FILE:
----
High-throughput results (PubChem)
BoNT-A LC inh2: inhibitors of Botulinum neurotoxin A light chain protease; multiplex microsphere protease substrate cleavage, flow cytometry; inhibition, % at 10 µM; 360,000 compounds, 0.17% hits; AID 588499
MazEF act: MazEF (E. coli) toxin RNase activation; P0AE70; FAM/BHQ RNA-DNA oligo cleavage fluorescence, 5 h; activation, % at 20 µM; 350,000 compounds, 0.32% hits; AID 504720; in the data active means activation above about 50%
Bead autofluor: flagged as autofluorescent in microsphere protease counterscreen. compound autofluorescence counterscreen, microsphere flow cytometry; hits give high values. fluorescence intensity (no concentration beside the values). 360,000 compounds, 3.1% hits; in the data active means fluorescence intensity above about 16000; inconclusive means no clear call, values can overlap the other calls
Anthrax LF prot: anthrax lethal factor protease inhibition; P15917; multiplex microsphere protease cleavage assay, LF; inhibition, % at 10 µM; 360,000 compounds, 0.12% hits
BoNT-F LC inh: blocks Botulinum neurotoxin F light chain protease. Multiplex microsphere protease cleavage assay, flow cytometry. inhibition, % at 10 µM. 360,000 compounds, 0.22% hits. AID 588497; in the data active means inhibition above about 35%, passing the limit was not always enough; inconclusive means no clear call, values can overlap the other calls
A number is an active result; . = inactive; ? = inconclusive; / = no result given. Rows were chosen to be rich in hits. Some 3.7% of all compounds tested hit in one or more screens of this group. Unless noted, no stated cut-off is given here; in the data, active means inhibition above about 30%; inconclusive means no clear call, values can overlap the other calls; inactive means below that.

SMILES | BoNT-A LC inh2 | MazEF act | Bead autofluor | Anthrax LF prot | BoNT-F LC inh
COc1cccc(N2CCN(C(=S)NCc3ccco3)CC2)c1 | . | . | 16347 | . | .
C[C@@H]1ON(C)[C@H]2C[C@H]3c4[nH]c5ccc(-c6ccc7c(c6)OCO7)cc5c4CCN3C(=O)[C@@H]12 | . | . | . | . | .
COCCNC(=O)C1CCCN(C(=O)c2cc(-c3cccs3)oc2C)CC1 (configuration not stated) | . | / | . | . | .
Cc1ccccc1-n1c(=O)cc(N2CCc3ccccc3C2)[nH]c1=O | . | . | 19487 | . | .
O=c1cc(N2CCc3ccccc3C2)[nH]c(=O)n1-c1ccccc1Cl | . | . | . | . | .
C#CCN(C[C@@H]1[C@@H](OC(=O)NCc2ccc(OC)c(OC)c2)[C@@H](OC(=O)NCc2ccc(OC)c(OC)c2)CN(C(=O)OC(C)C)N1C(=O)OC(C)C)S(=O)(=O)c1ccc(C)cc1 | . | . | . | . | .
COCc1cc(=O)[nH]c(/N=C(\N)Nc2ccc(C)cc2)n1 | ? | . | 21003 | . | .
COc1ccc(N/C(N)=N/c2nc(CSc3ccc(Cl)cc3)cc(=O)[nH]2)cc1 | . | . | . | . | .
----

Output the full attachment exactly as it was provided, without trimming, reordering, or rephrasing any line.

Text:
High-throughput results (PubChem)
BoNT-A LC inh2: inhibitors of Botulinum neurotoxin A light chain protease; multiplex microsphere protease substrate cleavage, flow cytometry; inhibition, % at 10 µM; 360,000 compounds, 0.17% hits; AID 588499
MazEF act: MazEF (E. coli) toxin RNase activation; P0AE70; FAM/BHQ RNA-DNA oligo cleavage fluorescence, 5 h; activation, % at 20 µM; 350,000 compounds, 0.32% hits; AID 504720; in the data active means activation above about 50%
Bead autofluor: flagged as autofluorescent in microsphere protease counterscreen. compound autofluorescence counterscreen, microsphere flow cytometry; hits give high values. fluorescence intensity (no concentration beside the values). 360,000 compounds, 3.1% hits; in the data active means fluorescence intensity above about 16000; inconclusive means no clear call, values can overlap the other calls
Anthrax LF prot: anthrax lethal factor protease inhibition; P15917; multiplex microsphere protease cleavage assay, LF; inhibition, % at 10 µM; 360,000 compounds, 0.12% hits
BoNT-F LC inh: blocks Botulinum neurotoxin F light chain protease. Multiplex microsphere protease cleavage assay, flow cytometry. inhibition, % at 10 µM. 360,000 compounds, 0.22% hits. AID 588497; in the data active means inhibition above about 35%, passing the limit was not always enough; inconclusive means no clear call, values can overlap the other calls
A number is an active result; . = inactive; ? = inconclusive; / = no result given. Rows were chosen to be rich in hits. Some 3.7% of all compounds tested hit in one or more screens of this group. Unless noted, no stated cut-off is given here; in the data, active means inhibition above about 30%; inconclusive means no clear call, values can overlap the other calls; inactive means below that.

SMILES | BoNT-A LC inh2 | MazEF act | Bead autofluor | Anthrax LF prot | BoNT-F LC inh
COc1cccc(N2CCN(C(=S)NCc3ccco3)CC2)c1 | . | . | 16347 | . | .
C[C@@H]1ON(C)[C@H]2C[C@H]3c4[nH]c5ccc(-c6ccc7c(c6)OCO7)cc5c4CCN3C(=O)[C@@H]12 | . | . | . | . | .
COCCNC(=O)C1CCCN(C(=O)c2cc(-c3cccs3)oc2C)CC1 (configuration not stated) | . | / | . | . | .
Cc1ccccc1-n1c(=O)cc(N2CCc3ccccc3C2)[nH]c1=O | . | . | 19487 | . | .
O=c1cc(N2CCc3ccccc3C2)[nH]c(=O)n1-c1ccccc1Cl | . | . | . | . | .
C#CCN(C[C@@H]1[C@@H](OC(=O)NCc2ccc(OC)c(OC)c2)[C@@H](OC(=O)NCc2ccc(OC)c(OC)c2)CN(C(=O)OC(C)C)N1C(=O)OC(C)C)S(=O)(=O)c1ccc(C)cc1 | . | . | . | . | .
COCc1cc(=O)[nH]c(/N=C(\N)Nc2ccc(C)cc2)n1 | ? | . | 21003 | . | .
COc1ccc(N/C(N)=N/c2nc(CSc3ccc(Cl)cc3)cc(=O)[nH]2)cc1 | . | . | . | . | .